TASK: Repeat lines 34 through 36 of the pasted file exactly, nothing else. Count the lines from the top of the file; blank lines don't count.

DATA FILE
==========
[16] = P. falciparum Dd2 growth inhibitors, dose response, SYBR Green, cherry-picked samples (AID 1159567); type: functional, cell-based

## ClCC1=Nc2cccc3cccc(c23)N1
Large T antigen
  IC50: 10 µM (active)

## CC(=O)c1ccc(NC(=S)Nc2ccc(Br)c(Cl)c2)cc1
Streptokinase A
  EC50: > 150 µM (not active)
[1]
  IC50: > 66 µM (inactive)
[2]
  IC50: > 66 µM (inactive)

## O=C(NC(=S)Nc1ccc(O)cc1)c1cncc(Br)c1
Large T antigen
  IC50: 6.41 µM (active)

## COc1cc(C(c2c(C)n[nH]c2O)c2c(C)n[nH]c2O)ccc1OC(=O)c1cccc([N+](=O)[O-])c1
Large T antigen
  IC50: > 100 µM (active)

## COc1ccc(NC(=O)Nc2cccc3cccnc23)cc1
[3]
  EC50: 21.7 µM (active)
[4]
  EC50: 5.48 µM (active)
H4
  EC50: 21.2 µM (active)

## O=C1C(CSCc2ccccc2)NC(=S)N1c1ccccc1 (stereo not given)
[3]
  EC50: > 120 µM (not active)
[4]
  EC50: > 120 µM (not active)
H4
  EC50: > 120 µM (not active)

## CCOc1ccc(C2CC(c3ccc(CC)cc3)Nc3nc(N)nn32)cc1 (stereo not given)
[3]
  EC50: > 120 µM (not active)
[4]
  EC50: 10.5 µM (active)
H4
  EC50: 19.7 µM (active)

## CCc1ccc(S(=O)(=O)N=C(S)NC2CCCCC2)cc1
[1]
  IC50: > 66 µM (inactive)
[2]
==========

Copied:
  EC50: > 120 µM (not active)
[4]
  EC50: 10.5 µM (active)